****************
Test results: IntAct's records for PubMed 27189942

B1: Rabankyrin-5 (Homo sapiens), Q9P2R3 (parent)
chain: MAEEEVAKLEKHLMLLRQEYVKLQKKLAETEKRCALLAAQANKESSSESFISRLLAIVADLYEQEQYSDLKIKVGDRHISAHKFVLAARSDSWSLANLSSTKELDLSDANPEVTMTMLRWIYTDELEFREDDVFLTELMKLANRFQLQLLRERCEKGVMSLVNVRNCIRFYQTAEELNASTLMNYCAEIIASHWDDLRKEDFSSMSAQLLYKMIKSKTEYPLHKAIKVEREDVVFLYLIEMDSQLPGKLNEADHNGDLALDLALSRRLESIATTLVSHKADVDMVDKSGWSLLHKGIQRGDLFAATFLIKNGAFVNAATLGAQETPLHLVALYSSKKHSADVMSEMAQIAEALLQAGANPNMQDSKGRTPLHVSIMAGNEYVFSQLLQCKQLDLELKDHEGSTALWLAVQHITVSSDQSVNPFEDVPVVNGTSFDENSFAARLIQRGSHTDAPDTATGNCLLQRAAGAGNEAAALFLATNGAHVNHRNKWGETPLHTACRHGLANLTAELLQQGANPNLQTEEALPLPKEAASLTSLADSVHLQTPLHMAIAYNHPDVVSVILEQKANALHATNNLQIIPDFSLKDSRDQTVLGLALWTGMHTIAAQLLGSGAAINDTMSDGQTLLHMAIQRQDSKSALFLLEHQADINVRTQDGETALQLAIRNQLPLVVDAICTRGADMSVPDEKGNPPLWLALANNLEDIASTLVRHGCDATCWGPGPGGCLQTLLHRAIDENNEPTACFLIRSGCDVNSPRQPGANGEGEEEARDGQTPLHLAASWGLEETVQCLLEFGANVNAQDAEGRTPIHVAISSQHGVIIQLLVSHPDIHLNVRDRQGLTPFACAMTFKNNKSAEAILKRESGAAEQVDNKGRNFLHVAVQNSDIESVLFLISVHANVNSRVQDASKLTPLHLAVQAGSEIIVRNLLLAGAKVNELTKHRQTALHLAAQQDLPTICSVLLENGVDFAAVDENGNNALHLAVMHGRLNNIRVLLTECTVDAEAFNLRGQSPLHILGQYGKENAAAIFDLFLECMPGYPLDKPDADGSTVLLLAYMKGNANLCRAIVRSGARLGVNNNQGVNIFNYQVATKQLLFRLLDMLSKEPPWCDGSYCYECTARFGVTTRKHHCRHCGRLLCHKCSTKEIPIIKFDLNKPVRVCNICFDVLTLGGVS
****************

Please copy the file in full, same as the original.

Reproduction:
Test results: IntAct's records for PubMed 27189942

B1: Rabankyrin-5 (Homo sapiens), Q9P2R3 (parent)
chain: MAEEEVAKLEKHLMLLRQEYVKLQKKLAETEKRCALLAAQANKESSSESFISRLLAIVADLYEQEQYSDLKIKVGDRHISAHKFVLAARSDSWSLANLSSTKELDLSDANPEVTMTMLRWIYTDELEFREDDVFLTELMKLANRFQLQLLRERCEKGVMSLVNVRNCIRFYQTAEELNASTLMNYCAEIIASHWDDLRKEDFSSMSAQLLYKMIKSKTEYPLHKAIKVEREDVVFLYLIEMDSQLPGKLNEADHNGDLALDLALSRRLESIATTLVSHKADVDMVDKSGWSLLHKGIQRGDLFAATFLIKNGAFVNAATLGAQETPLHLVALYSSKKHSADVMSEMAQIAEALLQAGANPNMQDSKGRTPLHVSIMAGNEYVFSQLLQCKQLDLELKDHEGSTALWLAVQHITVSSDQSVNPFEDVPVVNGTSFDENSFAARLIQRGSHTDAPDTATGNCLLQRAAGAGNEAAALFLATNGAHVNHRNKWGETPLHTACRHGLANLTAELLQQGANPNLQTEEALPLPKEAASLTSLADSVHLQTPLHMAIAYNHPDVVSVILEQKANALHATNNLQIIPDFSLKDSRDQTVLGLALWTGMHTIAAQLLGSGAAINDTMSDGQTLLHMAIQRQDSKSALFLLEHQADINVRTQDGETALQLAIRNQLPLVVDAICTRGADMSVPDEKGNPPLWLALANNLEDIASTLVRHGCDATCWGPGPGGCLQTLLHRAIDENNEPTACFLIRSGCDVNSPRQPGANGEGEEEARDGQTPLHLAASWGLEETVQCLLEFGANVNAQDAEGRTPIHVAISSQHGVIIQLLVSHPDIHLNVRDRQGLTPFACAMTFKNNKSAEAILKRESGAAEQVDNKGRNFLHVAVQNSDIESVLFLISVHANVNSRVQDASKLTPLHLAVQAGSEIIVRNLLLAGAKVNELTKHRQTALHLAAQQDLPTICSVLLENGVDFAAVDENGNNALHLAVMHGRLNNIRVLLTECTVDAEAFNLRGQSPLHILGQYGKENAAAIFDLFLECMPGYPLDKPDADGSTVLLLAYMKGNANLCRAIVRSGARLGVNNNQGVNIFNYQVATKQLLFRLLDMLSKEPPWCDGSYCYECTARFGVTTRKHHCRHCGRLLCHKCSTKEIPIIKFDLNKPVRVCNICFDVLTLGGVS